• For Capitol Media Services (via Payson Roundup), Howard Fischer reports that after Monday’s cert denial in Brewer v. Arizona Dream Act Coalition, “Arizona’s ‘dreamers” will keep their licenses to drive — at least as long as the Deferred Action for Childhood Arrivals program remains in existence.”
  • In an op-ed for The Times of Israel, Steven Frank weighs in on the solicitor general’s response to the Supreme Court’s request for its views on the cert petitionin Sokolow v. Palestine Liberation Organization, a lawsuit filed by American families and victims of terrorist attacks in Israel, arguing that “the Department of Justice’s refusal to defend an act of Congress specifically designed to protect United States citizens should be reconsidered at the highest levels of the Trump administration.”
  • In an op-ed for The Wall Street Journal, James Ely and Nick Sibilla suggest that by agreeing to decide Sveen v. Melin, a case that asks whether a state law that automatically nullifies the designation of a former spouse as a life-insurance beneficiary upon divorce violates the Constitution’s contracts clause, “the justices may be signaling a willingness to restore the clause, which has fallen into disuse, to its historical vigor.”
  • At FiveThirtyEight, Amelia Thomson-DeVeaux observes that “[i]t’s been a big year for free speech at the Supreme Court,” and that “[w]hichever way the rulings come down this spring and summer, it’s almost certain that the winning side will include Chief Justice John Roberts, who has spent his 12-plus years at the helm of the high court quietly carving out a space as a prolific and decisive arbiter of free speech law.”
  • At Take Care, Leah Litman considers the cert petition in Williams v. Louisiana, which involves a claim that the prosecution failed to disclose exculpatory evidence, contending that “[i]f Louisiana cannot preclude defendants from relying on new substantive legal rules that are announced after trial, it also should not be able to preclude them from relying on post-trial-findings-of-fact that serve as necessary predicates for substantive legal rules.”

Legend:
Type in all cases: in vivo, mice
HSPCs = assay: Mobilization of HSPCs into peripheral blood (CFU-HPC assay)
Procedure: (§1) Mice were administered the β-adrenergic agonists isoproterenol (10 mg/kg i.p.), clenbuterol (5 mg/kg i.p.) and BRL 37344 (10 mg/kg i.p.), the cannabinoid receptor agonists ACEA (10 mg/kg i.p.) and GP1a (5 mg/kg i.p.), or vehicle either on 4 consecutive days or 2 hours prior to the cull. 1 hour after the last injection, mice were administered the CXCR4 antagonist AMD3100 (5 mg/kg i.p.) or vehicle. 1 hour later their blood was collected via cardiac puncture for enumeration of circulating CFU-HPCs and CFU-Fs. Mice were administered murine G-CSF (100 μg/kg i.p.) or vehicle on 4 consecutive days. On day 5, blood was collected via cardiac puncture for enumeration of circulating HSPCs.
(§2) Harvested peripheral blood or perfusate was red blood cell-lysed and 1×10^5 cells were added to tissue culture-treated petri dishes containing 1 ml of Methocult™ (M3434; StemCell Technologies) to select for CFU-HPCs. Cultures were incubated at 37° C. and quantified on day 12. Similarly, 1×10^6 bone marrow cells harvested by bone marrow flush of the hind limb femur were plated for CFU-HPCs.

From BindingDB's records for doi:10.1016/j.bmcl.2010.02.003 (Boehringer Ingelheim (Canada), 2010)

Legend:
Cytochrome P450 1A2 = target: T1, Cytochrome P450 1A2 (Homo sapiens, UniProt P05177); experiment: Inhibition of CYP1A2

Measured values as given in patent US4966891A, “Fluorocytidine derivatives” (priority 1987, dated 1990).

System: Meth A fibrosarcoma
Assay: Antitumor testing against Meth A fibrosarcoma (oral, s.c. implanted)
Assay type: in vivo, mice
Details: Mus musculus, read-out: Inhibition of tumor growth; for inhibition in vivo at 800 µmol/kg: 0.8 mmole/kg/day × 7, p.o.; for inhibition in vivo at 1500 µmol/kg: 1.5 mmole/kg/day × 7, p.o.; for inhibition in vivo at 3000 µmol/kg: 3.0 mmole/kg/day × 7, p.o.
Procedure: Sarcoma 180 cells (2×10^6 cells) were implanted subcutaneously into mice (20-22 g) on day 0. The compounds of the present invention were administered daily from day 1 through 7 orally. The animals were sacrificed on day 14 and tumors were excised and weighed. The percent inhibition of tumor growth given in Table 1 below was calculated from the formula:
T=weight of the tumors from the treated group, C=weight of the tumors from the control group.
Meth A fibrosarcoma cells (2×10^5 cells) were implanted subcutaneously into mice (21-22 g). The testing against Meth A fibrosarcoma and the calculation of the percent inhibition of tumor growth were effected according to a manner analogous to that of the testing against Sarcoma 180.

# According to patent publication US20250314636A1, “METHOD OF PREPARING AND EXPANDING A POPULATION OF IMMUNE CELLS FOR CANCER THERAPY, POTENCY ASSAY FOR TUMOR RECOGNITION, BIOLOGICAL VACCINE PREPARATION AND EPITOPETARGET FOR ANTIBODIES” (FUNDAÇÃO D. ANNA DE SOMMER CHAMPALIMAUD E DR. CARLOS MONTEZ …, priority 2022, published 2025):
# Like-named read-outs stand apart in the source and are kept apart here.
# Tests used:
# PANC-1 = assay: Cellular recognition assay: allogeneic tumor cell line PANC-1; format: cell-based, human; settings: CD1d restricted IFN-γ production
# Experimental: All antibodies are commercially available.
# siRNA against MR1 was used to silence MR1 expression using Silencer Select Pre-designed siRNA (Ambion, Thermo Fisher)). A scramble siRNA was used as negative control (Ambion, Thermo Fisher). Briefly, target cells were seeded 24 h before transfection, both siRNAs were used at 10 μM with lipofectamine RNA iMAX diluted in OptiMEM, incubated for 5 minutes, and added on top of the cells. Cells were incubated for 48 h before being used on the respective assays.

• At Fa on First, Wen Fa talks about his experience as counsel for the petitioner in Minnesota Voters Alliance v. Mansky, which asks whether a Minnesota law banning political apparel at polling places is facially overbroad under the First Amendment.
  • At Crimmigration, Cesar Hernandez looks at Monday’s cert grant in Nielsen v. Preap, which asks whether a noncitizen becomes exempt from mandatory detention if, after he has been released from criminal custody, immigration agents do not take him into immigration custody immediately, noting that “[t]he Supreme Court will now weigh in on the breadth of detention power that Congress has granted to ICE,” which, “[g]iven the size of ICE’s detention system, … is an enormously important prospect.”